At least 70 people were killed in KwaZulu-Natal during the floods last week.
 Photo: Motshwari Mofokeng African News Agency (ANA)
At least 70 people were killed in KwaZulu-Natal during the floods last week.
 Photo: Motshwari Mofokeng African News Agency (ANA)

UWC-based initiative exploring how to clean up SA's filthy cities

By Staff Writer Time of article published May 2, 2019

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Cape Town – Images of the aftermath of the floods in KwaZulu-Natal, which claimed the lives of at least 70 people, show not only the scale of the disaster, but also the urgent need to do something about towns becoming increasingly filthy.

Among the measures the government is putting in place in this regard is research intended to provide information on how to deal with the country’s littering and illegal dumping problems.

The Department of Science and Technology (DST), with support from the Department of Environmental Affairs and the South African Local Government Association, focused the 2018/19 research grant call under the Waste Research, Development and Innovation Roadmap (Waste RDI Roadmap) on projects aimed at providing insight into why South Africans litter and dump waste illegally.

The Waste RDI Roadmap is a DST-funded programme implemented by the Council for Scientific and Industrial Research (CSIR).

Grants were awarded for two large, multi-year research projects, starting in January this year.

These projects are aligned with President Cyril Ramaphosa’s Good Green Deeds campaign, which is aimed at cleaning up South Africa. First announced in September last year, the campaign was launched by Ramaphosa in the Eastern Cape in March.

The first research project has been awarded to Professor Catherina Schenck, the new SA Research Chairs Initiative (SARChI) 1 Research Chair in Waste and Society, which is based at the University of the Western Cape.

In partnership with other South African universities, Schenck will explore the root causes of increasingly filthy towns and cities, and the infrastructure needed to keep them clean, as well as possible approaches that could be adopted to keep urban areas cleaner, and what these would cost municipalities.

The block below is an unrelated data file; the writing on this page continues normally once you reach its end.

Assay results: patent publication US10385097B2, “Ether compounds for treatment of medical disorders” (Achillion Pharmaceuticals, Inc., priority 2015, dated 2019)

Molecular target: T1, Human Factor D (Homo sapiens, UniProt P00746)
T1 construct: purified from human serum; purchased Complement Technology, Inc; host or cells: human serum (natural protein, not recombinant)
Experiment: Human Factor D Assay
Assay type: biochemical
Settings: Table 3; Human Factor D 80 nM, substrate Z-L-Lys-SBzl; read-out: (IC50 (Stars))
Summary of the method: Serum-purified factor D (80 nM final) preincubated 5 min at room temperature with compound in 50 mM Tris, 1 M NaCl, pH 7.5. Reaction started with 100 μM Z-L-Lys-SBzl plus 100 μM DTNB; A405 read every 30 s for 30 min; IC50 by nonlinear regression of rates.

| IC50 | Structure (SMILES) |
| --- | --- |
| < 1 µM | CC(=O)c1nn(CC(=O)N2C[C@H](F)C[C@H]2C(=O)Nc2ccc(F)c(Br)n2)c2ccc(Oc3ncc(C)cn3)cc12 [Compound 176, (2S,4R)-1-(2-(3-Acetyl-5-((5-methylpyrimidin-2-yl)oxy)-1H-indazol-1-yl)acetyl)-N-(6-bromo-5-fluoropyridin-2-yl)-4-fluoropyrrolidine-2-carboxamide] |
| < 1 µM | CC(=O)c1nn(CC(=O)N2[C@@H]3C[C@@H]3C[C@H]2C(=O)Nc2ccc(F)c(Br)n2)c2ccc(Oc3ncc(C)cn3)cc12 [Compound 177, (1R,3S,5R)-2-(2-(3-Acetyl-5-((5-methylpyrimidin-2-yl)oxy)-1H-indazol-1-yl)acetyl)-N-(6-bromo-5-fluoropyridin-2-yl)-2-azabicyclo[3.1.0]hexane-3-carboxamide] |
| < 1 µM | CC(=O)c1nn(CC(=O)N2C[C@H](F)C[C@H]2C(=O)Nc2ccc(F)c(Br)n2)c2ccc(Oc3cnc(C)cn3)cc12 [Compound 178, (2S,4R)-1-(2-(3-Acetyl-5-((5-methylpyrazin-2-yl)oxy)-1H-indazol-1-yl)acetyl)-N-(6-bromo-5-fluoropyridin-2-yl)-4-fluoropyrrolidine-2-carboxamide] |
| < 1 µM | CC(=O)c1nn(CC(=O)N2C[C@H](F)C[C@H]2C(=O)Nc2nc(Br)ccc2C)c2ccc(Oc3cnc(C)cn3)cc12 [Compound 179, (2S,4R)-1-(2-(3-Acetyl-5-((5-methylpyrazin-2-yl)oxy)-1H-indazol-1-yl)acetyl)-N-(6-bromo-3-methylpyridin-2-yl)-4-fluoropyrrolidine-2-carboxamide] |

The second project, awarded to Anton Nahman, the principal researcher at the CSIR, will evaluate the root causes of the price difference between landfilling and alternative waste management options, and instruments that the government might use to encourage municipalities to divert waste away from landfills.

The output will be a decision-support tool to help the government.

“Littering and illegal dumping are causing significant environmental and social impacts in South Africa,” said Professor Linda Godfrey, the manager of the Waste RDI Roadmap Implementation Unit at the CSIR.

Plastic waste leaks into land and water resources, destroying ecosystems and food sources. Water often accumulates in dumped waste, increasing the risk of cholera, malaria and typhoid in communities. 

Waste can also block drains and watercourses. Windblown litter may be ingested by animals or cause entanglement, strangulation, suffocation or starvation, affecting the environment and the economy.

Cleaning up litter and illegally dumped waste costs South African municipalities hundreds of millions of rand every year - money that could be directed into socio-economically productive activities, including recycling, informal sector support and improved waste collection.

“South Africans need to change their attitude and behaviour. It starts with each one of us,” said DST director of environmental technologies and services Dr Henry Roman.

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